- All used vehicles entering or re-entering the NZ fleet will be required to go through a compliance inspection performed by a Transport Service Delivery Agent (TSDA).
- A vehicle entering the fleet for the first time is most likely to be one that has been imported.
- A vehicle re-entering the fleet would be a vehicle where the owner has let the registration lapse or has been de-registered due to accident damage or mechanical problems.
- If an entry inspector (TSDA) finds that a vehicle has had previous repairs to the structure of the vehicle, or if there is damage to the structure of the vehicle due to impact, corrosion or metal fatigue, then the vehicle will be flagged for a repair certificate (LT308).
Why Would I Need a Repair Certificate?
Frequently Asked Questions
Locate a Certifer
Once the compliance inspection has been completed, the owner has 21 working days to rectify any faults. After that period the owner will be required to pay for another compliance inspection.
A repair certificate can only be issued by a NZ Transport Agency approved Specialist Certifier. Locate a Certifier here.
Once the certifier is involved, the certifier must inspect the whole vehicle for any previous repairs, direct or indirect damage, corrosion or metal fatigue to any part of the structure, systems or components of the vehicle. For previous repairs the certifier may need to perform an invasive inspection to assess the extent of the repair and quality of the repairs. A report is written and any repair instructions will be given in writing for an approved repairer before work commences. Damaged vehicles will need to be inspected by the certifier before any stripping or repairs are started. The repairs are to be done by an approved repairer and repair instructions will be given to the repairer.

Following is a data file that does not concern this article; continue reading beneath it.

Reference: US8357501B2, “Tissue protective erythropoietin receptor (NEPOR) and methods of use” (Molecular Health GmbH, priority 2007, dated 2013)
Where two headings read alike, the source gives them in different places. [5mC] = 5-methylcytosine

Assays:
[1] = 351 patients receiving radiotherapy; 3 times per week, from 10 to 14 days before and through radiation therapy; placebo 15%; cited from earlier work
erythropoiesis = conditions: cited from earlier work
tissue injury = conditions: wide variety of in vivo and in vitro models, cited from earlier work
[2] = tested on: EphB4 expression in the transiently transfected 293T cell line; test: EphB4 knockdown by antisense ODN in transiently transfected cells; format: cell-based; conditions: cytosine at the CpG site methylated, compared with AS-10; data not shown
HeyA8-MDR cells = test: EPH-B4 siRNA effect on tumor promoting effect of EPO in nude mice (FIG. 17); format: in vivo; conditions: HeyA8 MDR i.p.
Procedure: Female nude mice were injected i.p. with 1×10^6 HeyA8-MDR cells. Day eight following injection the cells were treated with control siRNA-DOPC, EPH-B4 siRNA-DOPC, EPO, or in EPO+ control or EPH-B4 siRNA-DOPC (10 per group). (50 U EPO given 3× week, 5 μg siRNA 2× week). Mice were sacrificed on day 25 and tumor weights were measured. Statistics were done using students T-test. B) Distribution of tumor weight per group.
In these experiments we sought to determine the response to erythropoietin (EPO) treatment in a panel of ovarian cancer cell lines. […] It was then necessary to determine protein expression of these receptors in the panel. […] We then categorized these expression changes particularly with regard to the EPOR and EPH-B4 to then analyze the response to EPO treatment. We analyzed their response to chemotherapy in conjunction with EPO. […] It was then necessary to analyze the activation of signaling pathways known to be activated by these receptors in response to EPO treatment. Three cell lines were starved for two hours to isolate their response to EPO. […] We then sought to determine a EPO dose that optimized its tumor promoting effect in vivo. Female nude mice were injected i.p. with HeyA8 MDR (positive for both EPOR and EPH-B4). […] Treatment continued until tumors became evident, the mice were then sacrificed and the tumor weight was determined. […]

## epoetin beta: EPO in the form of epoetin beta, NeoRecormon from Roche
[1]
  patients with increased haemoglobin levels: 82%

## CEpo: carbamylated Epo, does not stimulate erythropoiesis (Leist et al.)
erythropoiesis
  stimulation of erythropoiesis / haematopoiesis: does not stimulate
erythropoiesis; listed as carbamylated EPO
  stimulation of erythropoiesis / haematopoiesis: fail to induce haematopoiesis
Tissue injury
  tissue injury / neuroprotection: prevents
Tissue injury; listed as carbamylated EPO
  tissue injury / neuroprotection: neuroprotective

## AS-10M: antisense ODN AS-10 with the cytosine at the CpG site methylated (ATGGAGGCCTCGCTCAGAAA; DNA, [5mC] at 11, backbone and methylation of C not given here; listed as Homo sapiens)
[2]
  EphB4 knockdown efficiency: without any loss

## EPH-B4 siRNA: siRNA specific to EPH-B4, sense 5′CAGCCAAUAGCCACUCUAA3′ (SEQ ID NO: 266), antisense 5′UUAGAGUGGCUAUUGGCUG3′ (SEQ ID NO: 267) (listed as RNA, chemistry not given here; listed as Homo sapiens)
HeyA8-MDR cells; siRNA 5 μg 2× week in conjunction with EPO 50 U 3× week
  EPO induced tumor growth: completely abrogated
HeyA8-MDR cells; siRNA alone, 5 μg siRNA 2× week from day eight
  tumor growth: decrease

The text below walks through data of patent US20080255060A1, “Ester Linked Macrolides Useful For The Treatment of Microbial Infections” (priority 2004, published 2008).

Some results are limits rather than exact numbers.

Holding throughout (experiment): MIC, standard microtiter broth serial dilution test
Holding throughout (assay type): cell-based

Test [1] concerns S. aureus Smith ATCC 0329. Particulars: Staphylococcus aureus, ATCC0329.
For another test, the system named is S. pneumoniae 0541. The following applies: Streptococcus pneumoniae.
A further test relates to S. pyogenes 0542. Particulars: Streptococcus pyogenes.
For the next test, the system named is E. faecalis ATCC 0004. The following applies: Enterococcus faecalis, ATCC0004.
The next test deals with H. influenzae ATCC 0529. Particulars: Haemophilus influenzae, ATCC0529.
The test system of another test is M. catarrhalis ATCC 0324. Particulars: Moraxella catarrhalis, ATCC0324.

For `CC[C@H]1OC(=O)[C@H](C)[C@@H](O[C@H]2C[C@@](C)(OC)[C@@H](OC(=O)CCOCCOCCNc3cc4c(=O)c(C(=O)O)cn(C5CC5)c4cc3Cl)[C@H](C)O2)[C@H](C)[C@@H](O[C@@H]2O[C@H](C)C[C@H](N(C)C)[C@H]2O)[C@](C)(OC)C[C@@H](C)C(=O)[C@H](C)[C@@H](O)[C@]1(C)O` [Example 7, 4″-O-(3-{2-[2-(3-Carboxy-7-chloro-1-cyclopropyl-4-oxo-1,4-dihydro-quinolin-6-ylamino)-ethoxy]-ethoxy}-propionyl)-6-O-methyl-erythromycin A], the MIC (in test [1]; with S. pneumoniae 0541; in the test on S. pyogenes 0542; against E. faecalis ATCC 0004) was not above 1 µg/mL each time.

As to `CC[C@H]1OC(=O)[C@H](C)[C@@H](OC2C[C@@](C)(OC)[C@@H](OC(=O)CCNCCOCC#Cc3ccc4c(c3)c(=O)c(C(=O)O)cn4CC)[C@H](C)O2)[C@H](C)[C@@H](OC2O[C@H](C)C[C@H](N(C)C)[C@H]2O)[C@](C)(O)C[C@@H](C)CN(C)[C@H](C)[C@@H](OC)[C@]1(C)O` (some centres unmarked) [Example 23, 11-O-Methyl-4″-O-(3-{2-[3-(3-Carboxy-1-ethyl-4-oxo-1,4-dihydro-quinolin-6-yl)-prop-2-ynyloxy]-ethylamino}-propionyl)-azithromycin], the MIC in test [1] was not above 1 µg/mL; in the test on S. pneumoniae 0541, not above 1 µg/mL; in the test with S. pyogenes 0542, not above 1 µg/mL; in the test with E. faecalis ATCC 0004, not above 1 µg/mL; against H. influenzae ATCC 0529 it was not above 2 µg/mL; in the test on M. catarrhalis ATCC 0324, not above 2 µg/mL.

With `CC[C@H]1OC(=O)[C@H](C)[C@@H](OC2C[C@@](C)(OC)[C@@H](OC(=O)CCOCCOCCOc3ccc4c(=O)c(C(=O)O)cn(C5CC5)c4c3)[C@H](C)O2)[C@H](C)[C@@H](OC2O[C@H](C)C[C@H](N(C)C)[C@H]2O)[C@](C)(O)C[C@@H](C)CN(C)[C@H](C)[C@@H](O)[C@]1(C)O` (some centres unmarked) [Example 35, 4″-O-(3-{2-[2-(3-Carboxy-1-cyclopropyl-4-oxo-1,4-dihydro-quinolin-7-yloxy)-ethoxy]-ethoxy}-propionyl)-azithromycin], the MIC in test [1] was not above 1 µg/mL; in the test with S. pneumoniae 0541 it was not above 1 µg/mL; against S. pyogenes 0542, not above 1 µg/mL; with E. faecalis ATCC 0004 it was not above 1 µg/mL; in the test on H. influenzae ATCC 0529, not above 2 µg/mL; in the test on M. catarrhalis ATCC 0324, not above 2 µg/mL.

Supporting evidence will also need to be provided, such as:
- 3 dimensional measurements of the vehicle
- 4 wheel alignment report
- any others specified by the certifier depending on the extent of damage or repairs.
An approved repairer will have the skills and knowledge required to competently perform the repairs required. The repairer must have the correct equipment to perform the repairs necessary. The certifier will include all the repairer’s details in a file.
When all repairs have been certified the vehicle will need to be returned to the compliance centre for a recheck and a MR2A form will be issued for the vehicle which is a permit to say that the vehicle now complies with NZ standards and is permitted to be registered for use on NZ roads.
A repair certificate will cost from $300.00 + GST depending on repairs, and repair procedures. Reports are required and cost is based on the number of inspections and time spent. Once the certifier has completed the initial inspection the certifier will advise the client of the repairs that are required to bring the vehicle up to standard and how much the completed repair cert will cost. The cost of repairs will be negotiated by the owner and the repairer.
A certifier can only issue an LT308 (repair cert) for unregistered vehicles. A certifier may give a report for repairs on in-service vehicles.
This is often requested by AVI’s (Warrant of Fitness Inspectors) when they have concerns about repairs on a vehicle they are inspecting. A report can be given by your local panelbeater, however it is advisable to employ the services of a member of the Collision Repair Association (CRA), or similar association.
A certifier may also be employed to supervise a repair by a repairer, the vehicle owner, an insurance company, or a motor vehicle dealer in the event of a dispute.